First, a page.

I have been thinking a lot about the raising of our kids. Partially because it is going so fast, and partially because it is so hard. Many times we treat the raising and leading our children as inconveniences on our schedules, emotions, or time. I believe that every situation we find ourselves in has the opportunity to form us more into the image of God, including motherhood.
We are told in Matthew to love our neighbor as ourselves. In addition to loving God with all our heart, soul, and mind; all the commandments hang on these two instructions. Do we realize our children (and those who live in our house with us) are our closest neighbors? Are my kids image bearers now or later? The obvious answer would be now. They have opportunities to be influenced by the gospel this week, today, this minute. Am I living in a way that shows them an example of the love of the Gospel?
Because of the fact that we know even now, they can be influenced by the Gospel, it is important what we show our children. When I act annoyed or inconvenienced by having to stay up 10 minutes later discussing (again!) why we can’t throw a ball in the house, I am showing my kids that I care more about focusing on my time than helping them. (I know, I know: but I need ME time!) I’m not discounting the fact that we need to take care of our emotional or physical state, but what I am emphasizing is that if we act as though we are the more important, we are teaching our kids to do the same.
I struggle with this constantly, while trying to intentionally be aware of it. I have had to make choices that aren’t natural to me to help foster this “loving my neighbor” relationship with my kids. When they have a day off from school and I am dreading the day of listening to arguing between all three of them, I remind myself that it’s an opportunity to love them. I have made a conscious choice to never say “I wish they had school today” or “I really just need me time on that day.” Because we all are members of this household. We all belong here at this moment.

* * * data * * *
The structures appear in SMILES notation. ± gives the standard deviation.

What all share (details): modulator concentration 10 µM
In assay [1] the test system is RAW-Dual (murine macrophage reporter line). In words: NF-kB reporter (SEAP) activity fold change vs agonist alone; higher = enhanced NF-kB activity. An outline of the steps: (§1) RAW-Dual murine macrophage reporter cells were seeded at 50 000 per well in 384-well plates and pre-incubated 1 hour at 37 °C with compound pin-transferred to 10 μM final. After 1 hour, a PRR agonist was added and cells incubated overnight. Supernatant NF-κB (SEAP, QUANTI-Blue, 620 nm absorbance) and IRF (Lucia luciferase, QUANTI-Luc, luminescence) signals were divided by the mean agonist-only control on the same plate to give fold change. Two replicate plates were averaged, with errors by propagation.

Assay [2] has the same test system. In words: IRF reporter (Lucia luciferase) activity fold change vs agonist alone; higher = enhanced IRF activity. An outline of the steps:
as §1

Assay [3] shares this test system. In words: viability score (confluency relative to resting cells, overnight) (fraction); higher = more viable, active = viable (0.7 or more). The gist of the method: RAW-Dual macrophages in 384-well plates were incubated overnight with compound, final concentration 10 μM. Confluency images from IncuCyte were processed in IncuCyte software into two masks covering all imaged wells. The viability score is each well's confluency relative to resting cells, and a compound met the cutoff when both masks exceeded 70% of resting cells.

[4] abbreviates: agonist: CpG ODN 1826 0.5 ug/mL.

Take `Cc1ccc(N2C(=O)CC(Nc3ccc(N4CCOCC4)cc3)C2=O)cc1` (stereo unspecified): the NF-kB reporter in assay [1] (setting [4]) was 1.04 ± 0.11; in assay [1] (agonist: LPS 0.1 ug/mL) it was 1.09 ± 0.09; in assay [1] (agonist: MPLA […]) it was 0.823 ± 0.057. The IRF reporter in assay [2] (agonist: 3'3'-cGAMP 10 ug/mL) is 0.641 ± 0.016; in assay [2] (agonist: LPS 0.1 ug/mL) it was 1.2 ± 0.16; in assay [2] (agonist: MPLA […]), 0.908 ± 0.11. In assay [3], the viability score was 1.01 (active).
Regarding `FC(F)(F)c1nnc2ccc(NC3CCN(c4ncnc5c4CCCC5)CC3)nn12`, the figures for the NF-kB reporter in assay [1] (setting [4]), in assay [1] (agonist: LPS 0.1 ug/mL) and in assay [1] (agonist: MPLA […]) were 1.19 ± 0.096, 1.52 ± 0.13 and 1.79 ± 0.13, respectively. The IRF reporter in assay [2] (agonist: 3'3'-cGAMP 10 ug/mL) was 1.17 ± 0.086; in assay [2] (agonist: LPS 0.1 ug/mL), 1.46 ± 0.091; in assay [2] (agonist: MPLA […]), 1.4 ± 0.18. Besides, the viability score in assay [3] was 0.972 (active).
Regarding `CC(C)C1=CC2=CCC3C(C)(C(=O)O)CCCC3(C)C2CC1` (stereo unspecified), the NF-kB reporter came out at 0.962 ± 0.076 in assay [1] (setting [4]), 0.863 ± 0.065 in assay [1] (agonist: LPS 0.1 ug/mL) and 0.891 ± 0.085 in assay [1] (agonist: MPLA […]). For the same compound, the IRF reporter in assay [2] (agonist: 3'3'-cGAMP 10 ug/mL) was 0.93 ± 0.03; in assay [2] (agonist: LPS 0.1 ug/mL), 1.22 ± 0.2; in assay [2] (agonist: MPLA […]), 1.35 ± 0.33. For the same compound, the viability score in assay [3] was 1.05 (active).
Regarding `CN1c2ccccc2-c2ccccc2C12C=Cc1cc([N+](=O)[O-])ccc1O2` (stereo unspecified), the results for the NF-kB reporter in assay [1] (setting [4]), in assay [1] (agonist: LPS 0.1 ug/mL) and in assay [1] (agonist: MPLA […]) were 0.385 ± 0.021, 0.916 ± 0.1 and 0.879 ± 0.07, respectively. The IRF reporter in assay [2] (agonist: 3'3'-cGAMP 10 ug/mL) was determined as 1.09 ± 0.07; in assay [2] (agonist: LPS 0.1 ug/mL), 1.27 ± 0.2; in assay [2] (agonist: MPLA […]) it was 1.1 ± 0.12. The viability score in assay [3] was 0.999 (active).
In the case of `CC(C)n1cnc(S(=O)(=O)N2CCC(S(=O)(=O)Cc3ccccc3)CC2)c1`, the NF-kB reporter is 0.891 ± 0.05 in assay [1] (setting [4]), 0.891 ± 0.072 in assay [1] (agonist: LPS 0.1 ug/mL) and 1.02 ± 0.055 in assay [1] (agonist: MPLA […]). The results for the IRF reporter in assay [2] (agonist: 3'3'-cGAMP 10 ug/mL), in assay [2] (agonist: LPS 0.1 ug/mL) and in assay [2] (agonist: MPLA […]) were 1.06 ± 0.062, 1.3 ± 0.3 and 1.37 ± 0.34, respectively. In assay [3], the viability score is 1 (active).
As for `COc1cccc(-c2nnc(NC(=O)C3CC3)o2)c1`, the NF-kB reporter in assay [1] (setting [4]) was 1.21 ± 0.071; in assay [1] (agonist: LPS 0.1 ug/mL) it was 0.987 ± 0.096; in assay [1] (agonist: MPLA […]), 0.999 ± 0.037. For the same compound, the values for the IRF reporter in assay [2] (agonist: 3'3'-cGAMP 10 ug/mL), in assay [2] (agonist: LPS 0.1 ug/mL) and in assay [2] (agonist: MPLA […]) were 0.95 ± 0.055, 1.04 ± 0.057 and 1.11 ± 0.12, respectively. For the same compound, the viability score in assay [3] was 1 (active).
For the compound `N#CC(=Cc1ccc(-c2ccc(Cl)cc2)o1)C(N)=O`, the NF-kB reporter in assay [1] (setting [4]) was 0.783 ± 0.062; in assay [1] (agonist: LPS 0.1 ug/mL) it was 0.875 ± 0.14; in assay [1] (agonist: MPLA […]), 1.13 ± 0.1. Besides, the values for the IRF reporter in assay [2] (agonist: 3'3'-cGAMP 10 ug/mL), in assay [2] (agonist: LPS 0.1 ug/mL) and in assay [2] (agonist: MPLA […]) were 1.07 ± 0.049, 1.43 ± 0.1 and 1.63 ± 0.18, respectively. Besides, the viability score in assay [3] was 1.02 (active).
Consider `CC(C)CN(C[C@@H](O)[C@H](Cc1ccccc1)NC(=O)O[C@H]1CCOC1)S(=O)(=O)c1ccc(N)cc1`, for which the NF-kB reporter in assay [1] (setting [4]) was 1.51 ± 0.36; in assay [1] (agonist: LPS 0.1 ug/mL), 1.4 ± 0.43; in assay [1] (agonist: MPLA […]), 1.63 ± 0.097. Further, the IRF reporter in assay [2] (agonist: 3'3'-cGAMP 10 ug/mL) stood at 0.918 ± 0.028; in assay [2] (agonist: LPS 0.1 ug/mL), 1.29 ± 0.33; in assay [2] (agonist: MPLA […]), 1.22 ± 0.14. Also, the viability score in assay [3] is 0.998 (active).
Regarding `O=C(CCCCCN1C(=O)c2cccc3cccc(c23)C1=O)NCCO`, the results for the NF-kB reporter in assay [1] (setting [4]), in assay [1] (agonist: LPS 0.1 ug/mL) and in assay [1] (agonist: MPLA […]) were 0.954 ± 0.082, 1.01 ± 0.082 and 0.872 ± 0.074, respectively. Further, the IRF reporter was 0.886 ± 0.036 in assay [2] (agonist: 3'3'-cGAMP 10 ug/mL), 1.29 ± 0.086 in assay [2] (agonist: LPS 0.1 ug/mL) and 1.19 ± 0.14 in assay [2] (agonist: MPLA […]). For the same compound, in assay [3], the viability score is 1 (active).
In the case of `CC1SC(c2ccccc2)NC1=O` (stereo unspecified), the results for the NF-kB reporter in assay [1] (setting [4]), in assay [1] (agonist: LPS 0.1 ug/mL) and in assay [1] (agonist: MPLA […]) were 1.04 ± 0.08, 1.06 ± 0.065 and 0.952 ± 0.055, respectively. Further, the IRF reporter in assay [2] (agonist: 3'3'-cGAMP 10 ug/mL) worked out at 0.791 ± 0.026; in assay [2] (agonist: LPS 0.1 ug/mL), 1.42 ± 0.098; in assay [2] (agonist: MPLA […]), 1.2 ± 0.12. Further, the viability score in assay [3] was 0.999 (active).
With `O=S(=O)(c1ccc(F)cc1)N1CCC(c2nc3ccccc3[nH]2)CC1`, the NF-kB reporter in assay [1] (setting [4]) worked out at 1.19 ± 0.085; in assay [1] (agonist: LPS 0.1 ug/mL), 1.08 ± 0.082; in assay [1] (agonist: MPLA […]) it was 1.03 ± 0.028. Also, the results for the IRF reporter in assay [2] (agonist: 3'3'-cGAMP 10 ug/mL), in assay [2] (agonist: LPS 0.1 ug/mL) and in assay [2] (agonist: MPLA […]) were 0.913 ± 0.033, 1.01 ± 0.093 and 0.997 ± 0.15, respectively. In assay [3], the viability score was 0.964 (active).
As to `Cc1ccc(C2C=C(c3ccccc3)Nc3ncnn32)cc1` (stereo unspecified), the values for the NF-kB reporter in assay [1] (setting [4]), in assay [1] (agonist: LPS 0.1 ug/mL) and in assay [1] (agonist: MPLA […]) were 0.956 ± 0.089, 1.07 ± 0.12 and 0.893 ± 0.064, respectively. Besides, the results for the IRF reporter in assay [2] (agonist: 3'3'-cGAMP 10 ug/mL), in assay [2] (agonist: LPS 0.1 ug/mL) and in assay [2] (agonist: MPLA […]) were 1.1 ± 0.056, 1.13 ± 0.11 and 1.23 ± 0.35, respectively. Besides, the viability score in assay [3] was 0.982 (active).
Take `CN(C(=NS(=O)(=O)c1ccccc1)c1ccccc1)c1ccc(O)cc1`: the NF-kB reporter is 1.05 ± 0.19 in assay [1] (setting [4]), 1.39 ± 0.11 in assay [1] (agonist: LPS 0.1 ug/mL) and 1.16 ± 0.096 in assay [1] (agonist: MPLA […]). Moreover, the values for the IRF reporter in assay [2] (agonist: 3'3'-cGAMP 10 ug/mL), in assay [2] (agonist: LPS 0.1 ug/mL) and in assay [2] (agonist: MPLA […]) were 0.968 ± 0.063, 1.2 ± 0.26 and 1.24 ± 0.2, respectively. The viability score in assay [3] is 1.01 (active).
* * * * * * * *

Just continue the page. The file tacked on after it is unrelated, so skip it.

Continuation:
When I realize my kids are some of my closest neighbors, I also don’t down play or discount their relationship with God and the church. I don’t drop my kids off to children’s church because “I need a break so I can focus on the real church.” Their children’s church is an opportunity for my kids to be reached by the Gospel. When I treat children’s church as an alternative to the “real” thing, I also discount those volunteers who have given their time, prayers, and energy to giving the Gospel to children.
I want to be clear: I am the parent. My kids know sometimes they will have to do things they don’t understand or don’t like, but they also know my jobs are to teach them about God and to keep them safe. I will implement rules as needed to achieve those two tasks, even if they don’t fully understand it. While we all are members of this house, and as such will never be made to feel as an inconvenience while in this house. But we also all contribute to this house in some way. Obviously they don’t contribute monetarily, but we all have duties in the house.
Treating your children as “neighbors” doesn’t discount the fact that you are the parent, but it also doesn’t negate the fact that they have opportunities to see and show others the Gospel today, not 10 years from now when they are adults and out of your house. I think we do a disservice by teaching our children to not be thinkers and individuals who learn how to discern. We expect them to entertain us, like what we like, and do as we say just because we say- without showing them the Gospel in our actions. Then we get confused when they are teens or adults and don’t know how to make decisions according to the truths of the Bible.
One last thing on this subject, God uses motherhood to help daily change us to be more into the image of God as well. The other night I lost my temper and raised my voice every time one of my children spoke to me. Crazy T asked me a question, I yelled my answer in response, and he responded “why did I deserve that yelling?” Guys, don’t miss opportunities to be convicted because of your pride. I could have said, “I’m the mom, I can do what I want.” But I can’t do whatever I want when I’m trying to love my children as myself, when I’m trying to live in the Gospel truths myself. So I swallowed my pride, and told that little boy “You’re right. I’m sorry I yelled and you didn’t deserve that.” He said okay and moved on. THESE are my closest neighbors and I don’t want to neglect the opportunities I have to show the Gospel to them, just because it’s easier to do so.